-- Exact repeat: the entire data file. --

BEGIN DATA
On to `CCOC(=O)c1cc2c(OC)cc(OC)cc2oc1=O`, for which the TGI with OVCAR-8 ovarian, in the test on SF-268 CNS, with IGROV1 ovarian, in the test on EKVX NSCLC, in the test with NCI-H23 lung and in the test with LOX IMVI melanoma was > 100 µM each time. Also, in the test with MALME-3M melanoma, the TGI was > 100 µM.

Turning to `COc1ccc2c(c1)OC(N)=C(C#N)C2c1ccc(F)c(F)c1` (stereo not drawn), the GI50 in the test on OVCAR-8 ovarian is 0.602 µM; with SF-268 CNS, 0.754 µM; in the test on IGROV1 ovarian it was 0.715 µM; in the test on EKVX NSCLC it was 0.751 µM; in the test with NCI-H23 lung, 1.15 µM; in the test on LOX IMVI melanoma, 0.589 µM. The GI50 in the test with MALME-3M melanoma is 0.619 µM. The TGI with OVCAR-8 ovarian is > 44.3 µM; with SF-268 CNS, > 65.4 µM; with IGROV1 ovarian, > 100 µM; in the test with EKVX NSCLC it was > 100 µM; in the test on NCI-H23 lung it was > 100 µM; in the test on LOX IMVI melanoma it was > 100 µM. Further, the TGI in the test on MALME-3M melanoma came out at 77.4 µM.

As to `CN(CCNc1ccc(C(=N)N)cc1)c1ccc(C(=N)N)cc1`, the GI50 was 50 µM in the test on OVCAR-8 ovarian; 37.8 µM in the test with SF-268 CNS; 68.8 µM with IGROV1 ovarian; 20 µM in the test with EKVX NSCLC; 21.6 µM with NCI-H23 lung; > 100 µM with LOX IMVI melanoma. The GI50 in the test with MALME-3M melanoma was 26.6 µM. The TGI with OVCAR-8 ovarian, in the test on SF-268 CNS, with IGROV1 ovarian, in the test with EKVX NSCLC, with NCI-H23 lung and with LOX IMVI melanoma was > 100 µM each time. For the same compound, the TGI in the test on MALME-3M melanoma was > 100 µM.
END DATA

On to `CCOC(=O)c1cc2c(OC)cc(OC)cc2oc1=O`, for which the TGI with OVCAR-8 ovarian, in the test on SF-268 CNS, with IGROV1 ovarian, in the test on EKVX NSCLC, in the test with NCI-H23 lung and in the test with LOX IMVI melanoma was > 100 µM each time. Also, in the test with MALME-3M melanoma, the TGI was > 100 µM.

Turning to `COc1ccc2c(c1)OC(N)=C(C#N)C2c1ccc(F)c(F)c1` (stereo not drawn), the GI50 in the test on OVCAR-8 ovarian is 0.602 µM; with SF-268 CNS, 0.754 µM; in the test on IGROV1 ovarian it was 0.715 µM; in the test on EKVX NSCLC it was 0.751 µM; in the test with NCI-H23 lung, 1.15 µM; in the test on LOX IMVI melanoma, 0.589 µM. The GI50 in the test with MALME-3M melanoma is 0.619 µM. The TGI with OVCAR-8 ovarian is > 44.3 µM; with SF-268 CNS, > 65.4 µM; with IGROV1 ovarian, > 100 µM; in the test with EKVX NSCLC it was > 100 µM; in the test on NCI-H23 lung it was > 100 µM; in the test on LOX IMVI melanoma it was > 100 µM. Further, the TGI in the test on MALME-3M melanoma came out at 77.4 µM.

As to `CN(CCNc1ccc(C(=N)N)cc1)c1ccc(C(=N)N)cc1`, the GI50 was 50 µM in the test on OVCAR-8 ovarian; 37.8 µM in the test with SF-268 CNS; 68.8 µM with IGROV1 ovarian; 20 µM in the test with EKVX NSCLC; 21.6 µM with NCI-H23 lung; > 100 µM with LOX IMVI melanoma. The GI50 in the test with MALME-3M melanoma was 26.6 µM. The TGI with OVCAR-8 ovarian, in the test on SF-268 CNS, with IGROV1 ovarian, in the test with EKVX NSCLC, with NCI-H23 lung and with LOX IMVI melanoma was > 100 µM each time. For the same compound, the TGI in the test on MALME-3M melanoma was > 100 µM.